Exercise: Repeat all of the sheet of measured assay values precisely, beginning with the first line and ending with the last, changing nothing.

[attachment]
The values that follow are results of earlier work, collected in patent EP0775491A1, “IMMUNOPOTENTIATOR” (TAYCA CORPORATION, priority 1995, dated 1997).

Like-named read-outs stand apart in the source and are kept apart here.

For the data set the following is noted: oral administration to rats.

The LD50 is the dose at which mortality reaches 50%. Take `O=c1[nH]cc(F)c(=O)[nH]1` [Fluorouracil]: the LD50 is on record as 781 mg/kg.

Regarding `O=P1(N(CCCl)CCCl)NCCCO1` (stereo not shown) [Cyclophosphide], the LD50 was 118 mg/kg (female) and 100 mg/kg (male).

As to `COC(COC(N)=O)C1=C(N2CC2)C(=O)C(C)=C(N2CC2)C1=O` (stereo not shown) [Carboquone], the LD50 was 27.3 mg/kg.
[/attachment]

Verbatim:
The values that follow are results of earlier work, collected in patent EP0775491A1, “IMMUNOPOTENTIATOR” (TAYCA CORPORATION, priority 1995, dated 1997).

Like-named read-outs stand apart in the source and are kept apart here.

For the data set the following is noted: oral administration to rats.

The LD50 is the dose at which mortality reaches 50%. Take `O=c1[nH]cc(F)c(=O)[nH]1` [Fluorouracil]: the LD50 is on record as 781 mg/kg.

Regarding `O=P1(N(CCCl)CCCl)NCCCO1` (stereo not shown) [Cyclophosphide], the LD50 was 118 mg/kg (female) and 100 mg/kg (male).

As to `COC(COC(N)=O)C1=C(N2CC2)C(=O)C(C)=C(N2CC2)C1=O` (stereo not shown) [Carboquone], the LD50 was 27.3 mg/kg.